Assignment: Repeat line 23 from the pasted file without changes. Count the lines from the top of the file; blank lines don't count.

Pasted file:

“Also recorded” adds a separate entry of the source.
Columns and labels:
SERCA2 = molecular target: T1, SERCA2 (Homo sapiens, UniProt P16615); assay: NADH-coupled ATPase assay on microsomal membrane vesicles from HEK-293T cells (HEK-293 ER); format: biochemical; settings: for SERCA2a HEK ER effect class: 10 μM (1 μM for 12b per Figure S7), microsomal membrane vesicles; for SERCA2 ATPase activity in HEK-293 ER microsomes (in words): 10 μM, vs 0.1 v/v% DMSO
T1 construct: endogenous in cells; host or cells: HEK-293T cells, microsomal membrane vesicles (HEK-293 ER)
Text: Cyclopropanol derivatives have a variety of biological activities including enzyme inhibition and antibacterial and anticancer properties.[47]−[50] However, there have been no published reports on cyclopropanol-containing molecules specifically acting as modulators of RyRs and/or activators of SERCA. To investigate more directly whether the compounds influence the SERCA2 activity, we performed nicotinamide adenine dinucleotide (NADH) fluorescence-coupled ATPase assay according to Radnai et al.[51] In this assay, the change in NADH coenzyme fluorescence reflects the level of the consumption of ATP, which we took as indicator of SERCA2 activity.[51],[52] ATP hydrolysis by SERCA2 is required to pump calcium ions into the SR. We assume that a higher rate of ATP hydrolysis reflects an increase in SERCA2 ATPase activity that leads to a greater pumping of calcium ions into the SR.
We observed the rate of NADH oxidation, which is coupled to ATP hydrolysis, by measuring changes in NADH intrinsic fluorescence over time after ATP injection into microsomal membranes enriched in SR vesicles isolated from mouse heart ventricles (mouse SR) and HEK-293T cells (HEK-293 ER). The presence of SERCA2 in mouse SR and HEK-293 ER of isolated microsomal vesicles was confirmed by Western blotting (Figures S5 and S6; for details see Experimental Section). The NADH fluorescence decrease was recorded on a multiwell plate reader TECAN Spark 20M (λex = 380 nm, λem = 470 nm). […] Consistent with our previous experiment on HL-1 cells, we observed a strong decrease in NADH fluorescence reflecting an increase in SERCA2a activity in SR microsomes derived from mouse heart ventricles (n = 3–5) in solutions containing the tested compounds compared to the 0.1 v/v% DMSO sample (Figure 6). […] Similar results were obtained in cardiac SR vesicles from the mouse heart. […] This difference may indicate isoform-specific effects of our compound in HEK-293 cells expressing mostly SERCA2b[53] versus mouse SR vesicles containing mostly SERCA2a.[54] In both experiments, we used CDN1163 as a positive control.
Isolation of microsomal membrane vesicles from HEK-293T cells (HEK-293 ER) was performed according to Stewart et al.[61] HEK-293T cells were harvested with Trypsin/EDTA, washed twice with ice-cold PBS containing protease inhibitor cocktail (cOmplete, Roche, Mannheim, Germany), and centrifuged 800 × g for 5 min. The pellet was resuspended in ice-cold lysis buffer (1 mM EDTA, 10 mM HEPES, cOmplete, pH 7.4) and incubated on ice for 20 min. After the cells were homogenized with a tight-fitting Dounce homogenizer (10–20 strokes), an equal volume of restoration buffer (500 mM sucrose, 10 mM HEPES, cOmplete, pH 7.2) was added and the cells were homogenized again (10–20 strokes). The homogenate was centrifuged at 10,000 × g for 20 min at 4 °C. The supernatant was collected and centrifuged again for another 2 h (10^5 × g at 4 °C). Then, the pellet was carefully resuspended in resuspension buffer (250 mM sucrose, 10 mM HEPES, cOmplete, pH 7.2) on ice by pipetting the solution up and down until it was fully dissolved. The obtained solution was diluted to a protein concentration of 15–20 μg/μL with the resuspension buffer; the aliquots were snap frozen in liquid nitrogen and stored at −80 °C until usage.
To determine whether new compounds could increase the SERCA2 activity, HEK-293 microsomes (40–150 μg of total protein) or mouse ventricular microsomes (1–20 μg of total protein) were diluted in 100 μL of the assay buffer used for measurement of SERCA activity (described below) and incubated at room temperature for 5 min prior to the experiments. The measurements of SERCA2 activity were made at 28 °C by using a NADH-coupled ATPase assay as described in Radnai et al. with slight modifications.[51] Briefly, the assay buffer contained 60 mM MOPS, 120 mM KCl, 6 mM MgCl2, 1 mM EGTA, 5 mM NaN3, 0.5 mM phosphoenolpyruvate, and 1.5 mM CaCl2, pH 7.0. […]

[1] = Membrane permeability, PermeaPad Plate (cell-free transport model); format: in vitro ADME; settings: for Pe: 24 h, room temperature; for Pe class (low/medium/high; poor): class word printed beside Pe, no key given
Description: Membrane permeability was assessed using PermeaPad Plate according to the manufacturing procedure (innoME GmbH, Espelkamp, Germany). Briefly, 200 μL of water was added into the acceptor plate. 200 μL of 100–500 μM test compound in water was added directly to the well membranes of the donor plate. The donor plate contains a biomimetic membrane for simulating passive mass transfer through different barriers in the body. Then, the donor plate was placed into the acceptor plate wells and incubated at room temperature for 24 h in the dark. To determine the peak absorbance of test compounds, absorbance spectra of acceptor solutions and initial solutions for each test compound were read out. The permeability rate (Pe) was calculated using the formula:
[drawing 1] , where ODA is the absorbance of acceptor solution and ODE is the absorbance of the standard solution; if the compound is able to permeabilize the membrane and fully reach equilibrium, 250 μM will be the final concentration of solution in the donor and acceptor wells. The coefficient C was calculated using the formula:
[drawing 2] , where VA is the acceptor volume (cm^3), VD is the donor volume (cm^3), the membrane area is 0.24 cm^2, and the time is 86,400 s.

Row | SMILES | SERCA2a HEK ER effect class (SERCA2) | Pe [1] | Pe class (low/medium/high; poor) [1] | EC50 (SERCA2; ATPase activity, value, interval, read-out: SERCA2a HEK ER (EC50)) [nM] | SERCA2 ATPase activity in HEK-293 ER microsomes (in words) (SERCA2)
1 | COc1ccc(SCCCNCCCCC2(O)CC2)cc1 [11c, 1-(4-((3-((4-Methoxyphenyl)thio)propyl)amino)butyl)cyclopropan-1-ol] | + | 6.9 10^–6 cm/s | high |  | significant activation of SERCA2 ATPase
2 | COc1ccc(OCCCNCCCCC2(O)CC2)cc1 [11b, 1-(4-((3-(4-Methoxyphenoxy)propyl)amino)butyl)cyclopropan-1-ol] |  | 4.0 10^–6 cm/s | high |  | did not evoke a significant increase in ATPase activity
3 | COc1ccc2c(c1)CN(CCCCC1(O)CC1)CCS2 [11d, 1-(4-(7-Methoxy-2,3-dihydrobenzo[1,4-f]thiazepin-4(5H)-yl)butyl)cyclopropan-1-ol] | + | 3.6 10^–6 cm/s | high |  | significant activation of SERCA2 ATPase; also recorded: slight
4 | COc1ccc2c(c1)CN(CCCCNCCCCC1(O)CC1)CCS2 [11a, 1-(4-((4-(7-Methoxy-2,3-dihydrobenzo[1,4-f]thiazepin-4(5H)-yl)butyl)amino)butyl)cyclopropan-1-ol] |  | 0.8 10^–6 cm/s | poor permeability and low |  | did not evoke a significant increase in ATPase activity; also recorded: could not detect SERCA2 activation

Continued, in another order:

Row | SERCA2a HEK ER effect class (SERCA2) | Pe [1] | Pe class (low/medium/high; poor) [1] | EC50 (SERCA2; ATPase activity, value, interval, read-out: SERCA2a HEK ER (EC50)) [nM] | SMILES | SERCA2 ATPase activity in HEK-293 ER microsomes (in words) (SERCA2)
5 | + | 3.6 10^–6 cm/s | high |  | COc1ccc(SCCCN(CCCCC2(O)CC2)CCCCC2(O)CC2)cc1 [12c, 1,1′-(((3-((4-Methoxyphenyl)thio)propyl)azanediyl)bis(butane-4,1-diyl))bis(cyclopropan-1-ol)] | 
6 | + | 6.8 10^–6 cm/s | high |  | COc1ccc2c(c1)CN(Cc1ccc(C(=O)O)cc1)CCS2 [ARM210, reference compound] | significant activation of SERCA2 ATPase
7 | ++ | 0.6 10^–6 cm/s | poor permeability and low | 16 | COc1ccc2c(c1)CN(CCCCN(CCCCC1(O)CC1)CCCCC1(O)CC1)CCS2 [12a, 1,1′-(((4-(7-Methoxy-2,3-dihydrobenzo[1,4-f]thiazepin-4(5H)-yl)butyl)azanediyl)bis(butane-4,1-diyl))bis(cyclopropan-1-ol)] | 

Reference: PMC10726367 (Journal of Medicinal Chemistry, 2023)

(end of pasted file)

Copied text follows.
Reference: PMC10726367 (Journal of Medicinal Chemistry, 2023)